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Toronto goes green

City government credited with decreasing the size of our footprint on the environment
Published On Tue Oct 02 2007

Green thumbs up, Toronto!

Despite increased air pollution, the city's environment is improving on many fronts, the latest Vital Signs report reveals.

The report shows:
Our residential water consumption was down to 248 litres per person a day in 2006 – 11 litres less than the year before.

Our beaches are cleaner. In 2006, they were open 72 per cent of the time on average, up from 58 per cent in 2005.

We're sending less garbage to landfill – diverting 42 per cent of our trash through recycling and composting in 2006, compared to 32 per cent in 2003.

We are littering less.

In the face of all this, environmentalists are sounding alarmingly optimistic.

"There's no doubt there have been improvements," says Franz Hartmann, executive director of the Toronto Environmental Alliance, which only a year ago condemned the city for inaction on smog.

"It's really important to acknowledge when governments work with citizens, good things can happen."

The city, most environmentalists agree, is responsible for most of the progress.

By introducing the green bin composting program in Toronto's residential areas, the city has greatly reduced the amount of garbage it sends to landfill – although we are still far from reaching our goal of diverting 60 per cent.

The city's aggressive water efficiency programs have paid off early. By the end of last year, we'd already reached our 2011 goal of cutting water use by 15 per cent – from 1.3 billion to 1.17 billion litres a day. That's mostly been through the city's rebate programs for both residents and businesses.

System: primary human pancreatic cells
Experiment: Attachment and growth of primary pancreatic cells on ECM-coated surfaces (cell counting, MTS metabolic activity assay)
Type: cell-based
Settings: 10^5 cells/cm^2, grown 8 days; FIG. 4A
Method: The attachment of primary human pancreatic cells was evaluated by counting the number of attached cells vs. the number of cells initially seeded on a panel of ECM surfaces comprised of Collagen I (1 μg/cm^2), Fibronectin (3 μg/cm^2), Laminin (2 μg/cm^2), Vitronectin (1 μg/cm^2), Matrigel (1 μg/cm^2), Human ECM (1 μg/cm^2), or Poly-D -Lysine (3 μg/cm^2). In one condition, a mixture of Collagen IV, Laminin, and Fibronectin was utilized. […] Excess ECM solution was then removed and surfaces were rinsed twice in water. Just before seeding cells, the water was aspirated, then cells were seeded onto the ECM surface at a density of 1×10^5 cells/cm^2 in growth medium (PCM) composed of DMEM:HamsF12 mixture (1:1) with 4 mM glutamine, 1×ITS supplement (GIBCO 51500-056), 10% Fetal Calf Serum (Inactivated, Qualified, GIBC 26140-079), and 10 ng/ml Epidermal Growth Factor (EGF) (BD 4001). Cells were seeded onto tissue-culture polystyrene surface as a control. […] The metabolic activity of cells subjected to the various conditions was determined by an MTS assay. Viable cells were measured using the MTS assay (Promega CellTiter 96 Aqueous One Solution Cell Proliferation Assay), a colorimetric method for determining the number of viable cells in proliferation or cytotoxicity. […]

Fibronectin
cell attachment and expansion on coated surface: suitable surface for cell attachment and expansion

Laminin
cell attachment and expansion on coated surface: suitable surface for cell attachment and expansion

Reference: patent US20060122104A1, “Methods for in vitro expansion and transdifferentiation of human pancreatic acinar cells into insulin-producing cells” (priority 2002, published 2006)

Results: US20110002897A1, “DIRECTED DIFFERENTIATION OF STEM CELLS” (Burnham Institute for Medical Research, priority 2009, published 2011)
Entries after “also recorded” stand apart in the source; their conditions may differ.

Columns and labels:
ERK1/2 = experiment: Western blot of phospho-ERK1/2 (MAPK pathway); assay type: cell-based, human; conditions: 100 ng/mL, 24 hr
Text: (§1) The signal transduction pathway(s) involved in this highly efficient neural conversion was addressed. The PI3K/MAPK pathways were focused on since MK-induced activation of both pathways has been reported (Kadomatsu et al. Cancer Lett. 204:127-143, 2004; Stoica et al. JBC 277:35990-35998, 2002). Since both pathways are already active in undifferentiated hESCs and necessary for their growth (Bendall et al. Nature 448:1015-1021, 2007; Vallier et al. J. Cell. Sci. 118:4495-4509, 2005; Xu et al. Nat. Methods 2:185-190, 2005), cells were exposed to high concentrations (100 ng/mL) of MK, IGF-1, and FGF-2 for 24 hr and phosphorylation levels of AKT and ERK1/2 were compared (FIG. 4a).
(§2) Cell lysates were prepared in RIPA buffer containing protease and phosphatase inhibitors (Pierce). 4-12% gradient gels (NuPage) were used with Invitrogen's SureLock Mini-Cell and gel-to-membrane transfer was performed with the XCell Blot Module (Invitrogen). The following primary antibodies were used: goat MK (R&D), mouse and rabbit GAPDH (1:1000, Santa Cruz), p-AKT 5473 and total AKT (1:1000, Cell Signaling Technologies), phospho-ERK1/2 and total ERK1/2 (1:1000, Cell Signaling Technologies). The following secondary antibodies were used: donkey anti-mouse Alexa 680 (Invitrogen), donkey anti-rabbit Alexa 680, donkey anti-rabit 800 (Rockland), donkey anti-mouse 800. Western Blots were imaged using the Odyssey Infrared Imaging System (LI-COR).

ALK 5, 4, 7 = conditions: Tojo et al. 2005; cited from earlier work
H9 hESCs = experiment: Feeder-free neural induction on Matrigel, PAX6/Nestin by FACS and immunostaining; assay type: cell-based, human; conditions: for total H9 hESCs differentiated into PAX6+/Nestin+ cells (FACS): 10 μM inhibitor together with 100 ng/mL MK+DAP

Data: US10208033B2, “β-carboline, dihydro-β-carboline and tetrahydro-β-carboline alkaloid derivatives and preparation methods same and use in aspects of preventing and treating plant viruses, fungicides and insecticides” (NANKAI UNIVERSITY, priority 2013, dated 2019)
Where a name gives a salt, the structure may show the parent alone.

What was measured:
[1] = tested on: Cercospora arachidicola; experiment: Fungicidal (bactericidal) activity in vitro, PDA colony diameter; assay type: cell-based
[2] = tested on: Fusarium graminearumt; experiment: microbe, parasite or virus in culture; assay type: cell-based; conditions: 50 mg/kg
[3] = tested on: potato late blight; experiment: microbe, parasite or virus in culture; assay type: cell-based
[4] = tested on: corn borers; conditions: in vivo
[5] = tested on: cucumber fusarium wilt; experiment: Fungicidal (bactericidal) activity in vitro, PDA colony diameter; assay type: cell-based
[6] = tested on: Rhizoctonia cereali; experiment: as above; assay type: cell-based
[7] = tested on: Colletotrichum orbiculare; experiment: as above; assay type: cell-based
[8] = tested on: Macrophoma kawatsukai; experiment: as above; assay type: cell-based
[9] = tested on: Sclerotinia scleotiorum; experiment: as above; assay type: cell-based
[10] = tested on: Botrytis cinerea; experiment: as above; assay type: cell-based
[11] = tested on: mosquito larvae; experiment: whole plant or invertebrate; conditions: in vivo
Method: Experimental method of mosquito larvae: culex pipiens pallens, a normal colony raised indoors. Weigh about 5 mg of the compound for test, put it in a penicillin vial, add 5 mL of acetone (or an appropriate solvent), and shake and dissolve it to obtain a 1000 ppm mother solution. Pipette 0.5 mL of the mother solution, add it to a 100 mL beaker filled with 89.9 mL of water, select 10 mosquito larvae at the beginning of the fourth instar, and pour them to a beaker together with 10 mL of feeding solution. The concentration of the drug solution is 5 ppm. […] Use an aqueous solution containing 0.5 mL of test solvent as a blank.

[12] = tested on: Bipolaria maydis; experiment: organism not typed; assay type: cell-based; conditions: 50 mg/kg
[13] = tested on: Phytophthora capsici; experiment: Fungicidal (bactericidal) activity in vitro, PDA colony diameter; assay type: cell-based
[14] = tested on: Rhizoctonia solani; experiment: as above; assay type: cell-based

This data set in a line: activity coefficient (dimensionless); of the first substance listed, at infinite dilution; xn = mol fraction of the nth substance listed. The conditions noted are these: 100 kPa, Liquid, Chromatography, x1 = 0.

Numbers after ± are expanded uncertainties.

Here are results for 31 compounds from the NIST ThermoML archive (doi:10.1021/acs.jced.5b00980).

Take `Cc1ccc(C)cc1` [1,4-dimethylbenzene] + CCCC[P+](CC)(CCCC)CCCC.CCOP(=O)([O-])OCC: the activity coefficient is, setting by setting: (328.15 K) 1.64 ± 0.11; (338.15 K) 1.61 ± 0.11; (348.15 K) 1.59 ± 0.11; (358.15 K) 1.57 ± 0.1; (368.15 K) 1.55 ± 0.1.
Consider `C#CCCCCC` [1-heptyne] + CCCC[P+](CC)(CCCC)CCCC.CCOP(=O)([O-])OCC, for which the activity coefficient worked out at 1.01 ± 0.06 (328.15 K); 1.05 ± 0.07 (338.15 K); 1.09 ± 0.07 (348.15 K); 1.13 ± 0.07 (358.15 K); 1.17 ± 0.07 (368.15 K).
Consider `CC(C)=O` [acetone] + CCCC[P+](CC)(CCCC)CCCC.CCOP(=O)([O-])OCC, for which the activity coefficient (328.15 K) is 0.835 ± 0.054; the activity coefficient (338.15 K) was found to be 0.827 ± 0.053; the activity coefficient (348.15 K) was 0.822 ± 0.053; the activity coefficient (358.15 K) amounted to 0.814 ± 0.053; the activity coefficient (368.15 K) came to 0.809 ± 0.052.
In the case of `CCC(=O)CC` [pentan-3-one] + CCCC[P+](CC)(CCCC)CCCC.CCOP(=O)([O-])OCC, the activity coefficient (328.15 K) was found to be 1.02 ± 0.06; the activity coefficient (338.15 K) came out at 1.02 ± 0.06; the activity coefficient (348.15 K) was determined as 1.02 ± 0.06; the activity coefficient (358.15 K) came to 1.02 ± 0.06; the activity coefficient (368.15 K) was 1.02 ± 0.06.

Since it was introduced three years ago, the city has issued 205,000 rebates to people for replacing their old, water-guzzling toilets with low-flush models. As each new toilet will save the city from cleaning, pumping and treating as much as 84 litres of water a day, it adds up, says Lou Di Gironimo, the city's general manager of water.

"Because we're using less water, we're also using less electricity," he said.

As for our beaches, they were even cleaner this year. The latest numbers reveal they were open more than 80 per cent of the time – a huge jump from 2004, when they were closed to swimmers for almost half of the summer (45 per cent of the time.)

The city's new infrastructure has paid off, says Sarah Winterton, program manager for Environmental Defence, a group that has pushed the city to clean up its beaches for years.

In the past, many of our beaches teamed with a toxic stew of sewage, garbage and pesticides after a big rainstorm, as rainwater would overwhelm treatment facilities, and discharge directly into rivers, creeks and the lake.

But, since last year, the Western Beaches storage tunnel has been in full capturing operation. It's a series of huge underground tanks and tunnels that can hold back most of the extra storm water for treatment.

"That's had a huge impact," says Winterton.

The one area where we're lagging, according to the report, is air pollution. Though 2006 was less smoggy than 2005, that had nothing to do with decreased air pollution.

"It was totally based on meteorology," says Eva Ligeti, executive director of the City of Toronto's Clean Air Partnership.

Smog is created when certain pollutants bake in the sun. And it is only washed away by great winds or rainstorms. So 2005, the hottest and driest summer on record, had a record 48 smog-advisory days. Last year, that number was down to 11 – the lowest since 2000. But this year, we have already reached 27.

That's mostly because there are more cars on the city's roads spewing exhaust, as well as more electricity being generated by coal-fired plants, says Ligeti.

She and others hope that will change, now that the city has passed its climate change action plan, which includes programs to cut down on air pollution. But, given the city's current budget crunch, there's no certainty that it will be funded.

"There are a lot of things in Toronto going well," says Environmental Defence's executive director Rick Smith. "But we shouldn't get cocky about it."

As published at: http://www.thestar.com/specialsections/vitalsigns/article/260045--toronto-goes-green

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